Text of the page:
Drop in to the park

The squeak of a binding, the thwap of a board, the shing of a rail, and the underlyingly complex park chatter are all things you’ll hear while walking by the terrain park on the Castleton campus. 

Senior Adam Osha leans down the ramp, glides through the snow, and launches off the kicker. The camera flashes, his board slaps the landing and he slides off cleanly before coming to an abrupt stop at the fence of the skatepark. 

“Is it sick?” he said through a buzz of anticipation.

After a long first week of Zoom meetings, Castleton students are finally back on campus for another semester, and the snow is too. Burton hoodies, Arc’teryx jackets, and Smith stickers on your classmate’s water bottles have begun to stand out since the great return, and those are just a few things that reveal who you’ll find on the mountain every weekend. 

Skiers and snowboarders aren’t too difficult to pick out of the crowd, and they become easily discoverable at the terrain park located between the dorm buildings that make up the triad of Hoff, Ellis, and Wheeler halls.

Tricks in the park begin with the ladder that carries riders up the 10-foot-high wooden ramp and leads down to the backyard array of obstacles placed in its quaint path ahead.

Riders are challenged with two jibs, one kicker, a wall to ride across, and a risky set of stairs that may be seen as unfit for the ordinary sender.

Skiers and snowboarders on campus have two student athletes to thank for getting the park ready for enjoyment: Addison Schaub and Zac Willis. 

“It probably took us a couple hours total, but it was pretty easy. Just had to move the snow where we needed it and give it some shape,” said Schaub, the third-year kinesiology major who works in the rental shop at Killington. 

The stoke is in the air, and the terrain park’s convenience compels it to be easily attainable.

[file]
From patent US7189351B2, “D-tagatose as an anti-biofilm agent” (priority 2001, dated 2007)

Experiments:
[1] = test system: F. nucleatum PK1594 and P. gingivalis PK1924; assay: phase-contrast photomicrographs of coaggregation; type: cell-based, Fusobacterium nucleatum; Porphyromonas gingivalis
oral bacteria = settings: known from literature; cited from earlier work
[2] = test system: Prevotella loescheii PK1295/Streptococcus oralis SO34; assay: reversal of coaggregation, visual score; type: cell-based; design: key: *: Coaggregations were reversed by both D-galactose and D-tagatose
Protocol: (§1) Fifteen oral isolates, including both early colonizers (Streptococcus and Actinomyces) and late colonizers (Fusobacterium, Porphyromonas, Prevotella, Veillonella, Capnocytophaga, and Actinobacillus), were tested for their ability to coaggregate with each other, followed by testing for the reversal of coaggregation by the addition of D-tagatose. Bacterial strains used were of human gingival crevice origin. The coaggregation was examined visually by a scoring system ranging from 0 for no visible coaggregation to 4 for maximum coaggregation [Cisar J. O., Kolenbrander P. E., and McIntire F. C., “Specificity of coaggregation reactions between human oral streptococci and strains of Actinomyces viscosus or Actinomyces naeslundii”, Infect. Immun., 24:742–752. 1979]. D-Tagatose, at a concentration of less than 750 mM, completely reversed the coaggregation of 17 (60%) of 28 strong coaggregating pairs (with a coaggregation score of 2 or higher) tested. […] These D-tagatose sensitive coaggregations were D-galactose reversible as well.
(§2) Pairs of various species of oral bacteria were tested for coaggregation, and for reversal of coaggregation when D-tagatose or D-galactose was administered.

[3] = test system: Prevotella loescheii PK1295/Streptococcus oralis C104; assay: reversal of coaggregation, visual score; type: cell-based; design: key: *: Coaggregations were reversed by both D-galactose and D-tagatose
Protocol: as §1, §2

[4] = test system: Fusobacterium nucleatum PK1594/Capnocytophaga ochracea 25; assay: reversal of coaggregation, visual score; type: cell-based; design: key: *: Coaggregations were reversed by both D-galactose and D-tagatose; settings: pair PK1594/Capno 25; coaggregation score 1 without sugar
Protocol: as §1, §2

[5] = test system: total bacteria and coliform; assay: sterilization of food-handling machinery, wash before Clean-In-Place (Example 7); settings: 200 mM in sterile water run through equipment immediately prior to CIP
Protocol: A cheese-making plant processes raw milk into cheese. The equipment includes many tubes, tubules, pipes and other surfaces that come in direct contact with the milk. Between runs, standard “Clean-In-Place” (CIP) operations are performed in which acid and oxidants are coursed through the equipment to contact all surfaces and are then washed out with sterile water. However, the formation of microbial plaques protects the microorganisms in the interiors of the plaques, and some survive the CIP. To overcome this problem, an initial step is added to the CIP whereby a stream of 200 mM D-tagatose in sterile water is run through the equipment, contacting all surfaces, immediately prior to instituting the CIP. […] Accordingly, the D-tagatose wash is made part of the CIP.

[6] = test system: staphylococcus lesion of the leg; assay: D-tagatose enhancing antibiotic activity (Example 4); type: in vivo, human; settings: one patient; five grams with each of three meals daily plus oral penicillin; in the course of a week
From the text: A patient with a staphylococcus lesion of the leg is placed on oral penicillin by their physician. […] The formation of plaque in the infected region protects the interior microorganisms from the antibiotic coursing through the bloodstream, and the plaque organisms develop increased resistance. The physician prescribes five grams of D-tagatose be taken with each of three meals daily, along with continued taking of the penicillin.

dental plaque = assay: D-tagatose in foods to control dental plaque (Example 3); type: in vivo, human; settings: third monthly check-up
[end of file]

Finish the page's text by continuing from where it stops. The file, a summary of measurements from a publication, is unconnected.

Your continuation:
“I honestly love it. When I can’t get to the mountain it’s awesome to be able to go ride right in our backyard,” said Willis, a sophomore from Boston.

Sophomore nursing student Connor Murphy thinks the park turned out great, but he made sure to put an emphasis the importance of prior experience before dropping in. 

“I think it’s great for the size of it, although if you don’t know what you’re doing you won’t get enough speed to hit any of the features,” Murphy said. 

Its size may interfere with speed, but experienced riders face the issue with no fear.  

“That kicker rail might be my favorite. It sends you. I want to try to three off it next time I go,” said Osha. 

By “three” he means 360.

The terrain park provides riders who are looking to level up with an in-house opportunity to give new tricks a try. 50-50’s, boardslides, and tail taps, are open for business with the jibs.

The kicker offers enough air to achieve a new grab, and plenty room for spinning. The wall on the side gives skiers and snowboarders some room for creativity, and the staircase might need some more cushion before anyone gives it a try. 

“When Castleton clears the sidewalks of snow it would be awesome if they could push that snow into the park,” Murphy said. 

As far as the future of the park goes, Schaub and Willis agreed they’d like to incorporate the jib by the skatepark that isn’t in use yet.

“There’s a smaller flat rail down at the bottom that we want to fit in there somewhere, but other than that I like the way it’s set up right now,” Willis said. 

The park remains open for utilization as long as it’s maintained. Schaub suggests it’s a good idea for people using the park to leave it in a similar condition as it was when they left their first trail behind them. 

Osha, Murphy, Willis and Schaub share a common interest of hitting the park at least once or twice a week, and when they aren’t there, groups of at least two people are seen occupying it at night. 

“It would be pretty cool to get a jam going out there,” Osha said, hinting at an opportunity for students to get together and bond over a shared interest. 

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